Belo move is a mixed bag

If I worked for a Belo newspaper this morning, I’d be really nervous about the company’s decision to separate newspapers and television into two companies. My bosses would be telling me that this is a good thing, because we can now focus just on ourselves and our web properties and let those TV people do their own thing. I’d smile like all good troopers smile, but when I was alone with my thoughts, this is the way they would go:

Hmm, newspapers are dying faster than TV stations, so this likely means the company wants to prepare for the inevitable. What about my stock? What about my retirement?

They said something about $750 million in newspaper revenues created by 3,800 employees. Then they said that the TV stations also do $750 million in revenues with 600 less employees. How’s that going to play out in the balance sheet? Won’t investors see those extra employees as a drag? Oh crap. I’m going to lose my job!

Wait a minute. Does splitting up mean they’re going to sell the papers? Who would buy them? Oh God, don’t let it be Murdoch!

Meanwhile, I think I’d also be a little nervous if I worked at a Belo TV station. I mean, there’ll be rejoicing that “we’re finally not going to be dragged down by those dying newspapers,” which will be followed by gasps of recognition that they don’t have newspapers as an excuse anymore. Welcome to the world of shareholder satisfaction, guys.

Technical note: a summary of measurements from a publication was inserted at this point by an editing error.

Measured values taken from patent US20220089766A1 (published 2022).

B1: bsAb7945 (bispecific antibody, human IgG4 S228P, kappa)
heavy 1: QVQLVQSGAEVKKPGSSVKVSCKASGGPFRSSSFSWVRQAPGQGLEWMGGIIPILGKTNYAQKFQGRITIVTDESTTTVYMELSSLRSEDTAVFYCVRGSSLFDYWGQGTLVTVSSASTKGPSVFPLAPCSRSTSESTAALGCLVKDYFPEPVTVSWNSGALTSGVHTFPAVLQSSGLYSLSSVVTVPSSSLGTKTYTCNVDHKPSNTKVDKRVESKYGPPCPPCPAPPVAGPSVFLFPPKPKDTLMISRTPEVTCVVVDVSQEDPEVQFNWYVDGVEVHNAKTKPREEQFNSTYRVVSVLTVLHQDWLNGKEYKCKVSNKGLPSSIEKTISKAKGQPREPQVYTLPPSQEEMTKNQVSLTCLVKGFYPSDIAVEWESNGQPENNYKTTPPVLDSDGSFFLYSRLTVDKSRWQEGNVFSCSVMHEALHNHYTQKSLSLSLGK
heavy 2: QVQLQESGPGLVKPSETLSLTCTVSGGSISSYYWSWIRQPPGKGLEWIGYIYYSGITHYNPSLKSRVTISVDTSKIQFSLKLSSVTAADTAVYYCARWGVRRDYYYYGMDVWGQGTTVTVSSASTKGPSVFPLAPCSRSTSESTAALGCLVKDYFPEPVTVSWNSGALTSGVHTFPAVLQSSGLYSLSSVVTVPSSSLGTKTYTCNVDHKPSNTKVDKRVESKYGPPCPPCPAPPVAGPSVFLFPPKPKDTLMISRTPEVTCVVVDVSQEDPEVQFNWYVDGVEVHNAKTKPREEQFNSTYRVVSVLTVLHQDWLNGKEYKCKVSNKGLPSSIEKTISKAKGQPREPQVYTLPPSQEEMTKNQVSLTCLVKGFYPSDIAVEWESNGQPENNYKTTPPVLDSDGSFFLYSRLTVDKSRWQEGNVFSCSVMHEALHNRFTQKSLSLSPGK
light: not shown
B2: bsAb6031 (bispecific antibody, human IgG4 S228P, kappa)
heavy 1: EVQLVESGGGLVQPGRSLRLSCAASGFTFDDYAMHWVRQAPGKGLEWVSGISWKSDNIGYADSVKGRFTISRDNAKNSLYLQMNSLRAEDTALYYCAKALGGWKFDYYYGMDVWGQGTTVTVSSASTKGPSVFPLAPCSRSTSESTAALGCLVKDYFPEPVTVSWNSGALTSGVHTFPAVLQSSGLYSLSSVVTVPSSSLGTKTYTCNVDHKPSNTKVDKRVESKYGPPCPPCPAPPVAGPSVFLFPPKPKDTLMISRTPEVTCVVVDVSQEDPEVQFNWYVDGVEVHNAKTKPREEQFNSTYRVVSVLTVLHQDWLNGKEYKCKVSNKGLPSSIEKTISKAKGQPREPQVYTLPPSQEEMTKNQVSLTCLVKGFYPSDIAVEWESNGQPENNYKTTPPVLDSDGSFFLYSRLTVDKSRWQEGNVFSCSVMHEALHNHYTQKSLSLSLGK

These are volatile times for any form of mass media, and we shouldn’t be surprised by moves like this. It’s all about satisfying Wall Street, and we’re going to have to watch and see if this “works” for Belo. If so, watch for others to follow suit.


  • It occurs to me that Belo is actually selling the newspapers — to the public. Is anybody buying?
  • Part of the deal is that the TV side will get all the debt, $1.2 billion worth. That means the newspaper side has a fighting chance to transition to a web-based business, but it saddles the more profitable side with servicing all that red ink.

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